Even if you choose to carry more than the minimum coverage, there are many ways to reduce your premium cost. When you establish your insurance policy, it will come with a deductible. The deductible is the amount of money you are responsible for paying out-of-pocket before your insurance coverage begins. Based on yours savings or your current income stream, you may opt for a higher or lower deductible. If you opt for a higher deductible amount, your monthly premiums will be lower. But you will feel more of a sting should you need to use your coverage. 

In addition to adjusting your deductible, there are other steps you can take as a new driver to lower the cost of your insurance premiums.

    • Shop around. As a new driver, working with a company such as SelectQuote you can get multiple quotes with one call to (855) 777-6090.  It is great way to compare rates on the same level of coverage. And you can always start by visiting us online at Www.bondinsurancegroup.com.
    • Consider how often you pay. Many insurance companies offer discounts to drivers who pay their insurance for the whole year in single or twice-yearly payments. 
    • Build your credit score. Your credit score impacts your premium costs. Establishing several lines of credit, paying your bills on time and keeping your overall utilization ratio low can go a long way to keep your credit score healthy.
    • Inquire about discounts. Insurance companies offer a variety of discounts based on everything from clean driving records and anti-theft devices to good grades and defensive driving courses. Ask specifically about all of the different discount options that an insurance company offers. 
    • Bundle your policies. If you find yourself in a position where you need to insure multiple cars or carry multiple types of insurance (renters, homeowners, etc.), you may be able to obtain a discount for bundling or purchasing all of your coverage from the same company. 

In the Driver’s Seat

Understanding all the requirements is a starting point for how much insurance each new driver needs. From maintaining a clean driving record to paying your bill yearly, there are  ways to make additional coverage more affordable. It’s peace of mind for your wallet and peace of mind as you get behind the wheel.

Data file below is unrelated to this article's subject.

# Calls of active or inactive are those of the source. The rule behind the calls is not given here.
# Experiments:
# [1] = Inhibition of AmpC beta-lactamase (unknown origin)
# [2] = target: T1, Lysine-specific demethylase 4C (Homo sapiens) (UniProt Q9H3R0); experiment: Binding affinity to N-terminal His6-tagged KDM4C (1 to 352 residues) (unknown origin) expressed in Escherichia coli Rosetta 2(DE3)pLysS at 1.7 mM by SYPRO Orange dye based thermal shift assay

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Home Sweet Homeowners Insurance: Everything You Need to Know About Getting Covered

There’s no place like home. That’s why it’s so important to protect your home with homeowners insurance. While the paperwork can sometimes seem overwhelming, there’s nothing more rewarding than the peace of mind that comes from knowing you have the right amount of homeowners insurance. If you’re ready to get a better understanding of how your coverage works and to see if you need to make any updates to your policy, these tips can get the job done faster than you imagine. 

Homeowners Insurance Requirements

First things first. For most of us, homeowners insurance isn’t optional. Why? We don’t actually own our homes. Banks do. 

Until your mortgage is paid, your bank or mortgage company is going to require you to carry homeowners insurance. They want their investment protected. The exact specifications can vary, but generally, your lender will want you to have coverage at least up to your outstanding mortgage amount. Each lender will specify the exact amount of coverage you need, plus the different hazards that your policy must guard against. In most cases the lender will want you to protect yourself and them with “replacement” cost.